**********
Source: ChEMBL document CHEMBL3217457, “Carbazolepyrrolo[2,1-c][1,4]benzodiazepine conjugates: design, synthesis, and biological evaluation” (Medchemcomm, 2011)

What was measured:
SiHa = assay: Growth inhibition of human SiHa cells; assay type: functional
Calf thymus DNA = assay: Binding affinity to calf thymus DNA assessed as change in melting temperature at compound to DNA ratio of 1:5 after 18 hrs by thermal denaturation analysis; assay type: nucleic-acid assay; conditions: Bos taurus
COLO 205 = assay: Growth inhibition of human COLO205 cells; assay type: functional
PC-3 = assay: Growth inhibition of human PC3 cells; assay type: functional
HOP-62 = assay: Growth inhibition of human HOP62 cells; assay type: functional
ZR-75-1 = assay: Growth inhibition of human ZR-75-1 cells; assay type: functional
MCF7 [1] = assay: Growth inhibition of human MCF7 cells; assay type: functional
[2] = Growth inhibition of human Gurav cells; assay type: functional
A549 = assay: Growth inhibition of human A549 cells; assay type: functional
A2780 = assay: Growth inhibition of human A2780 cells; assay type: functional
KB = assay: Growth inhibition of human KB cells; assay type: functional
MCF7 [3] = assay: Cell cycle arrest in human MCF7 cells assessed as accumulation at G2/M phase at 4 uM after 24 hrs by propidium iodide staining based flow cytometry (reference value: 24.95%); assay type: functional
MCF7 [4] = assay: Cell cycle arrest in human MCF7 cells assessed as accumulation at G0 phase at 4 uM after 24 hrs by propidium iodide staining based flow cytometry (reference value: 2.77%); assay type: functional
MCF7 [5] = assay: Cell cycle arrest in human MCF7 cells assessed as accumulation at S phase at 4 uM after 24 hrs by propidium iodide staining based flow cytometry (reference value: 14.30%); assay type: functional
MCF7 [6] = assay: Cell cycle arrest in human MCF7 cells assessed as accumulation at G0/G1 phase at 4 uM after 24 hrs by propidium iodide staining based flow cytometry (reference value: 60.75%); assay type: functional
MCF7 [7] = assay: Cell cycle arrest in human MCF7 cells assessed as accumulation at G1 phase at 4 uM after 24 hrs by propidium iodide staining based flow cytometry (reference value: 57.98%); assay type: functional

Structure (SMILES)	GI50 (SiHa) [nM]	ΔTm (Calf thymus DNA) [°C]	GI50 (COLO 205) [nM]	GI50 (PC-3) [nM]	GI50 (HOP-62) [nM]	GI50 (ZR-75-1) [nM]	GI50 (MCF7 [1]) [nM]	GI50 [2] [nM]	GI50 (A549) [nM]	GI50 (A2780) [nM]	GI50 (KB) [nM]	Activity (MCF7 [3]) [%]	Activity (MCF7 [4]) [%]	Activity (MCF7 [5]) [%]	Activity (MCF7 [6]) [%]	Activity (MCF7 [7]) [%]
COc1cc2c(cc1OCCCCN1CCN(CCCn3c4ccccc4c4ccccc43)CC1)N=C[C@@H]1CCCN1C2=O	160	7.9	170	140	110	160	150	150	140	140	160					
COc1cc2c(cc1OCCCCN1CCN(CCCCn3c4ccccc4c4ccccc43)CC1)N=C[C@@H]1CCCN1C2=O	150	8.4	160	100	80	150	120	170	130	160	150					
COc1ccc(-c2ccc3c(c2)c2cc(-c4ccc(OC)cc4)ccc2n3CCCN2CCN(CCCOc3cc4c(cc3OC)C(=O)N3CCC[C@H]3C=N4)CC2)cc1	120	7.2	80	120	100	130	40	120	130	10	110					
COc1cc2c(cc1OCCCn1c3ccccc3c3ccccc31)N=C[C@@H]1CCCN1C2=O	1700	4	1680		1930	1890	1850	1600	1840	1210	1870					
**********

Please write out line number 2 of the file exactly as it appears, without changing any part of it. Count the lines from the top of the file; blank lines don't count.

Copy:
What was measured: